Purpose of this blog

This blog will really be a true web log. I will post here about different wood-fired ovens as I find them.

If you know of any wood-fired ovens I should know about, you can send an e-mail to me. (If you build wood-fired ovens, I would like to hear from you too.)

There will lots of posts and lots of labels, since I plan to create one post for every appropriate web site that I find, and however many labels it takes to describe each one (usually at least the type of page and the location of the oven).

The accumulated information will still be found at the real Quest for Ovens web site links pages, but that is not updated as frequently as this blog will be.

If you are from outside the US and Canada, let me know what you find interesting about it. I see that I get visitors from India and Iran, and other faraway places. I'd like to know what draws you to this blog.

I received e-mail from the organizers of the BBC Two television show asking if the Saint Paul Bread Club could post a notice about their show Great British Bake-Off for amateur bakers. The information they gave me is now accessible through a link. (The organizers don't have a web page for the show itself yet.)

Please share this with any amateur bakers in Great Britain you may know, or post the link where they might see it.


Thursday, December 29, 2011

Adriatic Grill, Tacoma, Washington

What happens when you have find a restaurant that uses a wood-fired oven, but doesn't even let people know about it on its web site? You can only find out about it by chance.

Well, by chance, I saw a review of the Adriatic Grill, Tacoma, Washington in a Tacoma News Tribune on-line review. The review says in part:
Adriatic Grill resides within one of the toughest neighborhoods for upscale dining. I've tried convincing friends that a restaurant near the mall - yes, that mall - serves superb Kobe flat-iron steak, turns out pizza from a wood-fired oven, masters garlicky Bolognese with al dente chewy pull, and doses grilled peaches with sweetened balsamic for dessert.
I looked at the Asiatic Grill's web site, it doesn't say anything about a wood-fired oven. What a shame.

Jimmy's Bar and Oven, Brookline, Massachusetts

Two different reviewers for the Brookline Patch covered Jimmy's Bar and Oven, Brookline, Massachusetts. (Their web site is minimal, but at least says where they are and when they are open, even if it doesn't offer a clue about what you will find there.)

The first review says in part:

He said the restaurant’s trendy atmosphere was inspired by a lower-Manhattan hotspot Barbutto, including its rubber floors, chalkboard walls with handwritten specials, and garage doors in front.
But Hamelburg said they built the place mainly around the giant WoodStone Oven in the kitchen, which he claims is definitely a focal point of the room.
“Will you look at the flame in the back?” Hamelburg exclaims. “It’s the coolest thing ever!”

The second review says in part:
Though Boston might not have the pizza definitude of, say, New York, or Chicago, we know what we like, and we have some dang fine pies to our name. Which brings me to Jimmy's Bar and Oven on Beacon Street, where the 'oven' in the restaurant's name is a Wood Stone model, churning out pizzas from a fire that burns close to a thousand degrees Farenheit. The benefit of that heat appears in the crust: a high baking temperature produces a crispier crust and more even cooking. Jimmy's crust is substantial enough to hold all the toppings, but not so thick that it overshadows the toppings. And, it's crispy all the way through—a rarity, even among some of the best pizza makers.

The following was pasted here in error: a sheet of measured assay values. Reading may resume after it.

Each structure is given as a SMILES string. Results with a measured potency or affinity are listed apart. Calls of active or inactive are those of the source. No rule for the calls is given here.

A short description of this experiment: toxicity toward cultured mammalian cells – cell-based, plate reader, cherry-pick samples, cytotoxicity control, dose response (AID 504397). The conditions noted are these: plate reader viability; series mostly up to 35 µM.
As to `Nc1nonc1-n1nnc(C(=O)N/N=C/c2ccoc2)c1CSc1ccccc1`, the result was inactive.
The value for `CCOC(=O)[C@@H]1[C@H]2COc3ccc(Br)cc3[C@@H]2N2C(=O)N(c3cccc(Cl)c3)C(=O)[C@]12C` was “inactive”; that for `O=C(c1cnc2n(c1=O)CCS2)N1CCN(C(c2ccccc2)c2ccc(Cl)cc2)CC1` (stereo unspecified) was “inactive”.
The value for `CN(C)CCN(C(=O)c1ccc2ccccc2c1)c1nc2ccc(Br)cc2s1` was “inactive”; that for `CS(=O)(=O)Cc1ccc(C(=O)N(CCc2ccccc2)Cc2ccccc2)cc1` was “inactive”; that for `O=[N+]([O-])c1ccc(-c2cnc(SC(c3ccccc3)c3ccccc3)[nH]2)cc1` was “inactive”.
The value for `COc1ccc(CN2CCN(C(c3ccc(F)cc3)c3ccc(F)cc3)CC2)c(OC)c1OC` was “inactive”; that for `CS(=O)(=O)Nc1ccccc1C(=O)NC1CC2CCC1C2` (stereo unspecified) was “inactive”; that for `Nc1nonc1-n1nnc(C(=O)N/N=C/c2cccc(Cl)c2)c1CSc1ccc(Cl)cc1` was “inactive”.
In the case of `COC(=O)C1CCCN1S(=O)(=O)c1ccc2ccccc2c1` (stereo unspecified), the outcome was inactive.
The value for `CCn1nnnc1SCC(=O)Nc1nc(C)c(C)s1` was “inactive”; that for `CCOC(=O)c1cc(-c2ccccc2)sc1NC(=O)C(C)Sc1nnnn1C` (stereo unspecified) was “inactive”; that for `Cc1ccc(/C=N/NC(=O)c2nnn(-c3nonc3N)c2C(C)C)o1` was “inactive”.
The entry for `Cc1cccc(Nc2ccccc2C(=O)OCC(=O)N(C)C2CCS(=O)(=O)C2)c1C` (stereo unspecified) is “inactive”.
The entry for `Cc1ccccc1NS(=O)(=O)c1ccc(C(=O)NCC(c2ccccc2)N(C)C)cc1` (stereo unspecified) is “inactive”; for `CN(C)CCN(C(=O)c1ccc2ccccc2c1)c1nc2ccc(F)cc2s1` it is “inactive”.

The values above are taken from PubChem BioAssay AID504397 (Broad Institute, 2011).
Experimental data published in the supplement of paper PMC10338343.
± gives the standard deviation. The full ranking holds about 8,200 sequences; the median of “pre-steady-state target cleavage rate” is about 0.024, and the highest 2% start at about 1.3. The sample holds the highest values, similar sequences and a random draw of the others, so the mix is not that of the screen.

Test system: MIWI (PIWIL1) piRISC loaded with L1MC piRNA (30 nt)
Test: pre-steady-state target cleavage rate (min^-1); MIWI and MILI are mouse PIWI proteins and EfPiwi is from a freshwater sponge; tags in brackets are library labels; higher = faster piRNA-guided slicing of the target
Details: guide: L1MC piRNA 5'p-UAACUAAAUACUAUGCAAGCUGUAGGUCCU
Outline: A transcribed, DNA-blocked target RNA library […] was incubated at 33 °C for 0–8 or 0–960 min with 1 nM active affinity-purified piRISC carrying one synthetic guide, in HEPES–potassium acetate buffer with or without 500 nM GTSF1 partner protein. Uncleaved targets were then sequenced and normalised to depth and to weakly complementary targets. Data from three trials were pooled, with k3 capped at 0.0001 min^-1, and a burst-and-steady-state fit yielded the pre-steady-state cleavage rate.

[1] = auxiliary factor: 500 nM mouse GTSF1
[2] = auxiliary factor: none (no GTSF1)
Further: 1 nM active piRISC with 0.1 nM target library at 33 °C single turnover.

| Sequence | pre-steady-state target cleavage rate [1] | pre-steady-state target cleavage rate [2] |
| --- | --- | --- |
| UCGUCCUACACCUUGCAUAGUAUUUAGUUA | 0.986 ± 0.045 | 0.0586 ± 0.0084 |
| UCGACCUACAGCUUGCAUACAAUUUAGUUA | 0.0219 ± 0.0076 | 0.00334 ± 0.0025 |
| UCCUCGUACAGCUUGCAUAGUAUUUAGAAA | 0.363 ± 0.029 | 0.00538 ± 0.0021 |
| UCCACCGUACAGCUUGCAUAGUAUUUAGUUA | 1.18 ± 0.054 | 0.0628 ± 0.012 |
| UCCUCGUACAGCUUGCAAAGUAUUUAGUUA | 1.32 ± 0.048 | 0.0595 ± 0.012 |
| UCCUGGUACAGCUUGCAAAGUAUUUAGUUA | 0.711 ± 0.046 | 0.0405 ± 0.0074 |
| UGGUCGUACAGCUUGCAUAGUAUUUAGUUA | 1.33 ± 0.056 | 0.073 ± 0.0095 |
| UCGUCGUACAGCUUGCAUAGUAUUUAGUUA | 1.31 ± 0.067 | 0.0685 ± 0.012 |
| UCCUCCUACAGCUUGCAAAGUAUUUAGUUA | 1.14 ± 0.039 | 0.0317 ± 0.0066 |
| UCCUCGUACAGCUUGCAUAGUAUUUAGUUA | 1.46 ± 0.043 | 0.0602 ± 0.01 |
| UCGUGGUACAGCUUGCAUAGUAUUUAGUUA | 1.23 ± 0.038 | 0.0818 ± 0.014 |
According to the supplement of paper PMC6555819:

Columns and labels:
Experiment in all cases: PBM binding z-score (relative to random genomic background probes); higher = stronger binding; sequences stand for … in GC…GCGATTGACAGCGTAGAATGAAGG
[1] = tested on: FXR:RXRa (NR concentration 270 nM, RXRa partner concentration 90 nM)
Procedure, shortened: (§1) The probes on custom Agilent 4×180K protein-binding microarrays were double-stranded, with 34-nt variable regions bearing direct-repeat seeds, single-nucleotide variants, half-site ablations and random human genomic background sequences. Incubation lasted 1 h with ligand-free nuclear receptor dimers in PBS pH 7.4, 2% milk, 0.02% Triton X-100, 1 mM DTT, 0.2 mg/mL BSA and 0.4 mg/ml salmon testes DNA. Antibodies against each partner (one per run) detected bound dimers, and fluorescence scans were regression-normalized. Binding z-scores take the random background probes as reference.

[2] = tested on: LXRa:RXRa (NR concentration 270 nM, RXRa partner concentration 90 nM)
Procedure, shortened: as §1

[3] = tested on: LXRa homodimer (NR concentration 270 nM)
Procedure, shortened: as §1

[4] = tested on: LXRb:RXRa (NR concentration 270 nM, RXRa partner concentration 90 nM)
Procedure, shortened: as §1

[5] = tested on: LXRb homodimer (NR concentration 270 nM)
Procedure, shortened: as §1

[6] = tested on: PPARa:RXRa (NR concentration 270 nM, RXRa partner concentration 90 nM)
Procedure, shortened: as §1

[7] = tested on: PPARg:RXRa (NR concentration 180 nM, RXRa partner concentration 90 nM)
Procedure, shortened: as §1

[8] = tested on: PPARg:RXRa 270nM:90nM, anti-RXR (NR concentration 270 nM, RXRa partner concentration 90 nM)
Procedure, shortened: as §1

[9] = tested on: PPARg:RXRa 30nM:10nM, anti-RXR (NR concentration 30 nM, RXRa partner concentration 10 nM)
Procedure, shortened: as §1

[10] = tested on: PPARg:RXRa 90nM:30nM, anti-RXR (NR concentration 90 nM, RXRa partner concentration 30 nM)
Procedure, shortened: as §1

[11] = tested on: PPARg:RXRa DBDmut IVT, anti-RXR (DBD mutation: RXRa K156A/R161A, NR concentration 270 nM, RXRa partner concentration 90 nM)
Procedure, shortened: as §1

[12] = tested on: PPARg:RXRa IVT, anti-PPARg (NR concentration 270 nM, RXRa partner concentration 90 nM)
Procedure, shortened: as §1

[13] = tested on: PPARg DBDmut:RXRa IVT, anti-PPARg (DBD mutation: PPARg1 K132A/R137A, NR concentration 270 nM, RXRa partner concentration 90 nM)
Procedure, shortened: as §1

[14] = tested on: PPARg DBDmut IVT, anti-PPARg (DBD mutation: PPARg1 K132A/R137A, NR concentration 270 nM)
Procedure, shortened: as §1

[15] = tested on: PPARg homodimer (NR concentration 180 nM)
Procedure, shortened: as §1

Sounds like a hot spot worth visiting.

Central Market Restaurant, Petaluma, California

A weekly column for the Sonoma Valley Sun highlighted the Central Market Restaurant, Petaluma, California.

The column says in part:
Located in downtown Petaluma, Central Market sits right on the charming town’s main street. The space is utterly delightful, with a rustic brick wall, soaring ceilings and tall windows, which allow for splendid views of the neighboring historic buildings. The light is somehow perfect, soft and golden. A wood-burning oven presides over the dining room, emitting a cozy warmth. The whole effect is completely romantic. Although both the staff and the atmosphere are marvelous, what guests return for over and over is Chef-owner Tony Najiola’s lovingly prepared, seasonal cuisine
The page on the Central Market's own site says a little about the oven:
In the heart of the dining room, behind the fresh oyster bar, you will find Tony and his highly trained crew pulling piping hot creations from the glowing wood burning oven.
Sounds like a lot more than your ordinary wood-fired restaurant.

Hearth Wood Fired Breads, Plymouth, Massachusetts

I have been kind of busy lately, so I haven't been posting many updates.

Now there is going to be a flood of them. I'm going to work backward, just because that's easiest.

My Google Alert pulled up a news article about sources of artisan breads.

There were multiple bakeries mentioned, but the one covered here is Hearth Wood Fired Breads, Plymouth, Massachusetts.

Their home page says in part:
At Hearth Wood Fired Bread, we are passionate about creating a spectacular loaf of bread. We are committed to serving our customers and providing the best tasting loaves of bread possible.
It also has a video showing their oven and their bread-making process.

It certainly looks worth a visit.